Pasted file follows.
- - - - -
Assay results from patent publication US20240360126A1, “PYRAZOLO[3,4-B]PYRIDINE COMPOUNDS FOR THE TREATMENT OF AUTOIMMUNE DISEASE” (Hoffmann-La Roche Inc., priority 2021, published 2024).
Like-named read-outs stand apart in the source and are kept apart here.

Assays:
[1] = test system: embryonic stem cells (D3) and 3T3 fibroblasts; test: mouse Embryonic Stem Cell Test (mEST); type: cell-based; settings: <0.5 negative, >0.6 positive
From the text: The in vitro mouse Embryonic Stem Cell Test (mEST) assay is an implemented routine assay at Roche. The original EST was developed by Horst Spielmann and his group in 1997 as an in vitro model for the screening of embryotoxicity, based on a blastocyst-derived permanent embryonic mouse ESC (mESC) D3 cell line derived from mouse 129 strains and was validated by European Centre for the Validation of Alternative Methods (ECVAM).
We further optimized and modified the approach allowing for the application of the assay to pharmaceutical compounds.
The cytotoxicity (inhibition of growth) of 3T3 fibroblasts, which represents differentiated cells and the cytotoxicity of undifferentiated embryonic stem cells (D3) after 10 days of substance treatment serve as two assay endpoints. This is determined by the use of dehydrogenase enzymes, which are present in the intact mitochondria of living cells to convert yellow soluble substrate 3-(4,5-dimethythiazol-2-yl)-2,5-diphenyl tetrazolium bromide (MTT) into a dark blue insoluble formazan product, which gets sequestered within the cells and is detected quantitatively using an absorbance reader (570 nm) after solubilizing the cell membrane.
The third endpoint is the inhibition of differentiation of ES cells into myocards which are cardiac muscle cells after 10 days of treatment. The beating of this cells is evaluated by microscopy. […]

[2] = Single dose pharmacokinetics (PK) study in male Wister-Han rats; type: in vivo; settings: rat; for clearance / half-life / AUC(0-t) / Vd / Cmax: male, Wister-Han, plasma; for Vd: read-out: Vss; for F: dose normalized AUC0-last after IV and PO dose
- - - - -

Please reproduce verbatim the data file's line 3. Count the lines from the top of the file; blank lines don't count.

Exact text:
Assays: